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From the author of Parsing the Response

Parsing the Response

The results that are returned as the response are accessible via the request object. In order to access the results, we need to access the request’s responseText property and then parse it into a valid JSON string that we can work with. With the jsonparser included, this is very simple: All we do to parse the response as JSON is:

var gimages = this.request.responseText.parseJSON();

Once we’ve parsed the response, we need to get to the results, which are always included in a responseData object that includes an array named results (see Table 4). Iterating the results array allows us to access the properties of each image result and create an HTML structure to render the images on the web page.

var results = gimages.responseData.results;

Table 4—Google Image Search Properties




Title of the image


Title of the image with no HTML


Raw URL of image


Escaped URL of image


Short URL associated with result


URL of the original source page for the image


Width of image in pixels


Height of image in pixels


Width of image thumbnail in pixels


Height of image thumbnail in pixels


URL of thumbnail image


Snippet of information from the image’s original source page


Same snippet of information as content, with no HTML

In the example, we’re accessing each individual image result’s URL property for the escaped version of the image URL, which we’ll use to create an image element to be rendered on the web page as HTML.

Next, we create an anchor element to wrap the image and set the href to the image’s originalContextUrl, which links all the images to their original source. Once the image has been created with the anchor tag, we can add it to the div in the HTML with an id of gimages. To add a little interactivity to the widget, we’ll create a simple auto-refresh function to update the widget automatically. Simply set an interval in the window.onload function that calls the GoogleAPI.SearchImages method every 10 seconds.

Listing 2—The GoogleAPI object makes Ajax requests, parses results and renders the widget as HTML (GoogleAPI.js)

document.write('<script type="text/javascript" src="assets/js/jsonparser.js"></script>');
var GoogleAPI = new Object();
GoogleAPI.imageQuery = "Peachpit";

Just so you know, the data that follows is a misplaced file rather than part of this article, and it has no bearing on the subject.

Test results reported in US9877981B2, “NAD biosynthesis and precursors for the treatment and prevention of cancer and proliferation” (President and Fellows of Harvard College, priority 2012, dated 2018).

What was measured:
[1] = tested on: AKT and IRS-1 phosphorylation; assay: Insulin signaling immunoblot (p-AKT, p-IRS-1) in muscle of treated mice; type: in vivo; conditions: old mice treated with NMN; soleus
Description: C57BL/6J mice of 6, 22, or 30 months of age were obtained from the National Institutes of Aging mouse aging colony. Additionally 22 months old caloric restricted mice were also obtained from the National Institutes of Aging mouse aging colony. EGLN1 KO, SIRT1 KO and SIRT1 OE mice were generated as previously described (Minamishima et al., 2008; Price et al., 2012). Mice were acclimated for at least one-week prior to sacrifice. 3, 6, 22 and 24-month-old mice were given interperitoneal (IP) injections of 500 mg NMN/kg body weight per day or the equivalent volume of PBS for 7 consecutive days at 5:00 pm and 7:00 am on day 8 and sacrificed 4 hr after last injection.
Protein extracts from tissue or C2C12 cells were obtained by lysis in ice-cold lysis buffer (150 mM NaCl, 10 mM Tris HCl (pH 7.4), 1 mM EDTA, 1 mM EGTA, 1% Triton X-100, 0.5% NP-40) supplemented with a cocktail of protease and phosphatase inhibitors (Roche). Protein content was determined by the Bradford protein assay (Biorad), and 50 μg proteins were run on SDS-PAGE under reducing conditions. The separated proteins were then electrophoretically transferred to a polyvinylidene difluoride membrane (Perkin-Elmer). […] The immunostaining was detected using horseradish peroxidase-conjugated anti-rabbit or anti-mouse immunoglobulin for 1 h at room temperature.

GoogleAPI.SearchImages = function()
    GoogleAPI.callback = GoogleAPI.onImagesSearched;
    var gateway = "service/gateway.php?feed="+ escape("
     services/search/images?v=1.0&rsz=small&start="+ Math.floor((Math.random()*50)+1)
     +"&q=")+ GoogleAPI.imageQuery;
GoogleAPI.onImagesSearched = function(request)
    var divImages = document.getElementById('gimages');
    divImages.innerHTML = '';
        var gimages = this.request.responseText.parseJSON();
        var results = gimages.responseData.results;
        if(results.length > 0)
            for(var i=0; i<results.length; i++)
            var image = document.createElement('img');
            image.src = results[i].url.replace(/%2520/g, "%20");
            var imageAnchor = document.createElement('a');
   = '_blank';
            imageAnchor.href = results[i].originalContextUrl;
            imageAnchor.className = 'gimageAnchor';
        else GoogleAPI.ThrowError("There were no image results");
    else GoogleAPI.ThrowError("There was an error receiving the images feed");
GoogleAPI.makeRequest = function(gw)
    this.request = (window.XMLHttpRequest) ? new XMLHttpRequest(): new ActiveXObject("Microsoft.XMLHTTP"); 
    this.request.onreadystatechange = function() { GoogleAPI.checkReadyState(); };'GET', gw, true);
GoogleAPI.ThrowError = function(msg)
GoogleAPI.checkReadyState = function()
        case 1: break;
        case 2: break;
        case 3: break;
        case 4:
window.onload = function()
    __imgInterval = setInterval(GoogleAPI.SearchImages, 10000);
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